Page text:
Wednesday, November 30, 2016

This Book Reads Like Stereo Instructions*

A friend and I spent a few lovely hours at the local Barnes and Noble yesterday. I was there to pick up Anne Rice's new novel, and it should have been an in and out shopping trip seeing as the book was on display right as you entered the store.  Can anyone just pop in and out of a bookstore? I'm sure such a person exists but I am not one of them.

We eventually found our way to the Aisle du Woo. My friend isn't Pagan but he is vaguely aware of what Paganism is. He started flipping through a book as I did a quick scan of the shelves.

Five books on Wicca. Three tarot decks. One book on general Occultism. One book on Satanism. The rest of the shelving unit was filled with books on ghost hunting, astrology, and Doreen Virtue.

The Wicca books were surprisingly retro - Buckland's Complete Book Of Witchcraft, To Ride A Silver Broomstick and Solitary Witch by Silver RavenWolf, Wicca and Living Wicca by Scott Cunningham. There was a copy of The Black Arts by Richard Cavendish and LaVey's The Satanic Bible for good measure. There was no Necronomicon in sight.

I'd been expecting there to be some newer releases on the shelves that I could flip through and possibly buy. I didn't expect to only find the least exciting** books that were on reading lists twenty years ago. It could just be that there isn't a high demand for witch books in my area and so the store only stocks the books that are statistically going to sell well.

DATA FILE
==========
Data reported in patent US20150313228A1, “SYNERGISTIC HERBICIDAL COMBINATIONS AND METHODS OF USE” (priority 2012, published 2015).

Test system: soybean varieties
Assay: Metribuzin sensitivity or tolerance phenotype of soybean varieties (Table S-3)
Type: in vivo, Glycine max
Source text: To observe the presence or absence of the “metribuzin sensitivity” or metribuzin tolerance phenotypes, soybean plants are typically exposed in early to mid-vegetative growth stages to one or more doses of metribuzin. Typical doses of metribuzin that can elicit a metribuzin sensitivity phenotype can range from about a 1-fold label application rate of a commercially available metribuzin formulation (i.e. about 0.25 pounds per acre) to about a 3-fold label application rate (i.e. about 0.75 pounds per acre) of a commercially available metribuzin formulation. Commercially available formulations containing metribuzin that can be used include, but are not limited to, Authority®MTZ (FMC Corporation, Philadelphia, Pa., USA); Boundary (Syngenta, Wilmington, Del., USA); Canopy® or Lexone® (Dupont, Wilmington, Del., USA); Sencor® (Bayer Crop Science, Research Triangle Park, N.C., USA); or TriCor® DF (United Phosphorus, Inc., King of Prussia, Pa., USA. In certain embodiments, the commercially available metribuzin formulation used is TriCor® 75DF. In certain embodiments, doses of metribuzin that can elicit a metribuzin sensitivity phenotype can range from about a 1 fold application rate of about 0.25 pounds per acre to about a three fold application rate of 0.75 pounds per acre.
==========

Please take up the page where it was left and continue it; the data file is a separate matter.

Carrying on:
My friend started thumbing through To Ride A Silver Broomstick and asked me which book would give him the best picture of what Wicca is about. I told him I wasn't sure any one particular book could do that job properly given that most people today practice Wicca as a free-form religion and that we don't have a bible. I've been looking over my own bookshelves trying to decide which book, if any, I might suggest to him if he asked me again. I'm not sure I have an answer.

I once gave my parents The Truth About Witchcraft Today by Scott Cunningham when they had questions. Today I'd probably recommend the Wikipedia article or The Bast Novels by Rosemary Edghill, not that I'd ever loan those books out to anyone.

I suppose I could always invite him to circle with me.






*Yes, the title of this post is a Beetlejuice reference. It's also a joke at the expense of The Big Blue Book. You know it's true.

**Fully recognizing that when I was reading those same books twenty years ago I thought they were the best books ever written, and that the Goddess Herself wanted to be my best friend.

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